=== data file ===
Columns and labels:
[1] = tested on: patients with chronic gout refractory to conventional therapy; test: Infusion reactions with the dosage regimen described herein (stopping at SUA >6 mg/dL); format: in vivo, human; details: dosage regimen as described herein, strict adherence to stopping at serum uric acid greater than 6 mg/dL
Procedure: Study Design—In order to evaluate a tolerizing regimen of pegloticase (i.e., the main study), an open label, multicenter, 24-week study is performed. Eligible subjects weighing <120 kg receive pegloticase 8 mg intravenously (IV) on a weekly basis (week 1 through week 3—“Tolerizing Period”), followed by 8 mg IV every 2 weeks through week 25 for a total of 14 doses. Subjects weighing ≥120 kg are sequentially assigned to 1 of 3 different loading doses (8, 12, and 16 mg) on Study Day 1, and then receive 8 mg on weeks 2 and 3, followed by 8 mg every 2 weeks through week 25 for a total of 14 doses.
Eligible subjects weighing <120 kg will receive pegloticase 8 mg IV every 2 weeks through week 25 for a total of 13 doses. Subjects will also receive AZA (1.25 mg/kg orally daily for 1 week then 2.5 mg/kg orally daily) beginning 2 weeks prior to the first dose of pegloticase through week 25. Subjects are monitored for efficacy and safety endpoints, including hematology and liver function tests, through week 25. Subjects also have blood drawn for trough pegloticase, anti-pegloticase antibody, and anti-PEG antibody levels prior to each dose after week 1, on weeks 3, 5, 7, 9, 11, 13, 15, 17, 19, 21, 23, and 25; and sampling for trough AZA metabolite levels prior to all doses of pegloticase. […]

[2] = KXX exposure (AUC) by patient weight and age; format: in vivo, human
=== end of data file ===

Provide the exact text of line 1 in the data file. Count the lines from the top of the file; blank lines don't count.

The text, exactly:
Columns and labels: